Olympus OM-D E-M1 review

November 7, 2013

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Olympus has at long last announced the replacement for the ageing E-5 DSLR, but it might not be what people were expecting. Richard Sibley tests the micro four thirds OM-D E-M1. Read the Olympus OM-D E-M1 review...

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Olympus OM-D E-M1 review – Our verdict

The Olympus OM-D E-M1 is one of the best micro four thirds-system cameras yet, so if this test makes it look like a serious camera, that’s because it is. The rugged-looking magnesium-alloy, weather-sealed body has all the features an enthusiast photographer (or professional, for that matter) would want, including little details like a PC flash socket.

E-series DSLR users may be a little disappointed that the line appears to have come to an end, but thankfully the E-M1’s phase-detection AF sensor works well in combination with the MMF-3 adapter and four thirds lenses.

Image quality has improved, although luminance noise appears at lower sensitivities than I would have hoped. However, it is still an excellent camera and images look good even at comparatively high ISO sensitivities.

Until now, photographers wanting a small CSC to replace a DSLR had few real options, but thanks to its features, build and handling, the E-M1 should be ideal.

Olympus OM-D E-M1 – Key features

The E-M1 has a flash-sync speed of 1/250sec, or 1/4000sec in Super FP Mode. It comes with a small detachable flash that can also act as a wireless controller for FL‑36R, FL‑50R, FL‑300R and FL‑600R wireless flashguns.

Dial mode switch
Switching between option 1 and 2 changes the functions of the front and rear dials.

Screen brightness
The 3in, 1.037-million-dot-resolution screen has seven different levels of brightness for a variety of shooting conditions.

Function button
This is easily accessed while shooting with your eye to the viewfinder, and can be used to change a number of different settings.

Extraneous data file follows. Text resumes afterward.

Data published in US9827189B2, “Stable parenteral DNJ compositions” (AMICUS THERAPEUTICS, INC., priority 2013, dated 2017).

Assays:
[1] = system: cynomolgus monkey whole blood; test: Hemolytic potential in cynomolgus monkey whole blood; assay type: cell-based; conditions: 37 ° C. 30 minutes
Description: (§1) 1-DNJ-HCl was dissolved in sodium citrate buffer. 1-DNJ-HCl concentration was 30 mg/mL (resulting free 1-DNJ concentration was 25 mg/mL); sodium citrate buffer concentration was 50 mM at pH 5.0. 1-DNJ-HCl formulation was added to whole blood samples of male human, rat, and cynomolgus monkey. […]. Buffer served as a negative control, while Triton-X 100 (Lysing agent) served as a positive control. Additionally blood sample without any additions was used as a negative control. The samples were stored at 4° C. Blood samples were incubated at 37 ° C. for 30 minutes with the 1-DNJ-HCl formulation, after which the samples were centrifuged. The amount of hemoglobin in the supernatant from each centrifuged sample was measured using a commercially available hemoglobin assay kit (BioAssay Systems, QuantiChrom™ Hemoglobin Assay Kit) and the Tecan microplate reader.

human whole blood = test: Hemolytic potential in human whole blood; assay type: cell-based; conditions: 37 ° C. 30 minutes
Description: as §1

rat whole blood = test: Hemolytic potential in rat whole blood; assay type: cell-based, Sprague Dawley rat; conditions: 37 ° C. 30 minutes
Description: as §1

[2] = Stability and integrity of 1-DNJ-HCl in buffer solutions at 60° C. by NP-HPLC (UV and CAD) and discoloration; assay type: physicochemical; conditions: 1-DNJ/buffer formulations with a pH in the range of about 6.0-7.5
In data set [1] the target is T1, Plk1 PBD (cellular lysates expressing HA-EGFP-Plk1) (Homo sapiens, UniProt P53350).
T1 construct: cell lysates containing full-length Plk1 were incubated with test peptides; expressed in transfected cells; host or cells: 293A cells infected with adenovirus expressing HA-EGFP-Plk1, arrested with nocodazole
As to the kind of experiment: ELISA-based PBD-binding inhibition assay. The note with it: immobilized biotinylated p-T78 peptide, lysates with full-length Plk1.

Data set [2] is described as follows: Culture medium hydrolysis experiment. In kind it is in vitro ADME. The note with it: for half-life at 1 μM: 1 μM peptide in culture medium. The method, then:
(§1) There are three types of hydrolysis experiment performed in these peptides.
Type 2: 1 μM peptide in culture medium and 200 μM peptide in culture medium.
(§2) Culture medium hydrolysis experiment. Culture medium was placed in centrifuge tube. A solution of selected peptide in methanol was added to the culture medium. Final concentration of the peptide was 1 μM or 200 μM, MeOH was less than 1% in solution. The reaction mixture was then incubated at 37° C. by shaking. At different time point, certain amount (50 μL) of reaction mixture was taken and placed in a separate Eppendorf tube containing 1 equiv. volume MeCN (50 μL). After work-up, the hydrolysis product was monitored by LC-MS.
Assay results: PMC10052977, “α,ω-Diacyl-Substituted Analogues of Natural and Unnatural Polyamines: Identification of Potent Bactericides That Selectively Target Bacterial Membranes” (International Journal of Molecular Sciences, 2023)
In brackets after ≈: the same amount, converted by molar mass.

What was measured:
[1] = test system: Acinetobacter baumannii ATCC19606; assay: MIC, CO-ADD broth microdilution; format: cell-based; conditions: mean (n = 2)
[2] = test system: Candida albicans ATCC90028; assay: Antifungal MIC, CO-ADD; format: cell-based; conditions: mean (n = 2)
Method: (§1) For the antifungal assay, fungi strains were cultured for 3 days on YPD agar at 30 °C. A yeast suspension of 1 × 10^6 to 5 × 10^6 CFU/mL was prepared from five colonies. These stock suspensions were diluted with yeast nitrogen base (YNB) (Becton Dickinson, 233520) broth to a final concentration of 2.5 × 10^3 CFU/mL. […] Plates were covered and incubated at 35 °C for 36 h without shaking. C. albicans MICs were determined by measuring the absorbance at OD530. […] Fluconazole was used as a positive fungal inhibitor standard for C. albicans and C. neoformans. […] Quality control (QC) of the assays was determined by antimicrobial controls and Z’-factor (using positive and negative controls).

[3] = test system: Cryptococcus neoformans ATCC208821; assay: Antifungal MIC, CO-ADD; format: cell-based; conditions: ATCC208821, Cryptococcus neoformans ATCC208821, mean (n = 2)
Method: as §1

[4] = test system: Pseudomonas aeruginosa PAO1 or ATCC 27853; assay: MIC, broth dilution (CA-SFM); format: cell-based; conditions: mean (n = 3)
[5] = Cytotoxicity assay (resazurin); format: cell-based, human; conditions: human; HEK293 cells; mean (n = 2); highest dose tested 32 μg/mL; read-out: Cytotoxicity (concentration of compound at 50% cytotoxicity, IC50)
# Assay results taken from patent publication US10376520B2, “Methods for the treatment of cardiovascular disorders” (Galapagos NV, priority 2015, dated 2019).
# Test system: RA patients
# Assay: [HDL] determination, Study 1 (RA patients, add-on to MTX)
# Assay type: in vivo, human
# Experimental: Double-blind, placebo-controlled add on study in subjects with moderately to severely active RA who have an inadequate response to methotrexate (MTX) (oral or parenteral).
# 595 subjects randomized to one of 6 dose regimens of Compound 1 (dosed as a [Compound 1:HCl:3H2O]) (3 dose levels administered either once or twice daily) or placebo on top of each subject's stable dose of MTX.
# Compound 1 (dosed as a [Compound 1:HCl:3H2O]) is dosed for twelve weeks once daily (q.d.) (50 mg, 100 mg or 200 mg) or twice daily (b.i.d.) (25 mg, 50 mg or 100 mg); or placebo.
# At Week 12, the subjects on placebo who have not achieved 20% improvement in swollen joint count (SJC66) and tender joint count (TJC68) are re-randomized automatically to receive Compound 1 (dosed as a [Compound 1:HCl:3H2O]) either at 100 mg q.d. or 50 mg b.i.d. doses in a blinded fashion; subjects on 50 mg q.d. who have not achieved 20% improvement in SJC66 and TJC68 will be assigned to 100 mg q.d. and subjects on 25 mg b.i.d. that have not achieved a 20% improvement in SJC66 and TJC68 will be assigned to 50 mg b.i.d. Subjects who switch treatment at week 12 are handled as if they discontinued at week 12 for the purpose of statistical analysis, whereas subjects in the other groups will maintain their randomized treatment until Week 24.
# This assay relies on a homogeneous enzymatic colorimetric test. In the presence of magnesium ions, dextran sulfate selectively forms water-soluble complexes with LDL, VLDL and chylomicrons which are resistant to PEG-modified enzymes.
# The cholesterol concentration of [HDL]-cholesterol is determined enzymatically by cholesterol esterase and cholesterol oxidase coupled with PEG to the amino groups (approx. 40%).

• Video: 1080 HD at 30p, 720P at 30p, AVCHD, AVI Motion JPEG
  • External mic: Yes
  • Dioptre Adjustment: -4 to +2
  • White Balance: Auto, 7 presets, manual, 2 custom modes
  • Shutter Type: Computerised focal‑plane shutter
  • Built-in Flash: No. External unit supplied with GN 10m @ ISO 200 output.
  • Memory Card: SD, SDHC, SDXC, UHS-I
  • Viewfinder Type: Electronic, with 2.36 million dots
  • Output Size: 4608 x 3456 pixels
  • Field of View: 100%
  • LCD: 3in, 1.037-million-dot tilting LED
  • White Balance Bracket: Yes
  • AF Points: 81-point system, 37-point phase detection, touch focus, face and eye detection, 800 points manual selection
  • Sensor: 16.3-million-effective-pixel, micro four thirds Live MOS
  • Max Flash Sync: External flash X-sync 1/250sec and 1/4000sec (Super FP mode)
  • Exposure Modes: PASM, bulb, iAuto, 24 scene modes, 12 art filters
  • File Format: JPEG, raw (ORF), JPEG + raw, AVI (motion JPEG)
  • Power: Rechargeable Li-Ion (330 shots)
  • Weight: 497g (including battery and card)
  • Drive Mode: Up to 10fps, 3.5fps with image stabilisation
  • Shutter Speeds: 60-1/8000sec + bulb up to 30 minutes
  • Colour Space: Adobe RGB, sRGB
  • Exposure Comp: ±5EV
  • RRP: £1,299 (body only) or £1,949 with 12-40mm f/2.8 lens
  • Lens Mount: Micro four thirds
  • ISO: 100-25,600
  • Focusing Modes: Single, continuous, manual, tracking
  • DoF Preview: No (via test picture)
  • Dimensions: 130.4x93.5x63.1mm
  • Metering System: 324-zone multi-pattern TTL digital ESP, spot, centreweighted, highlight, shadow
  • Connectivity / Interface: USB, HDMI
  • Compression: 3-stage JPEG
  • Tested as: Advanced CSC

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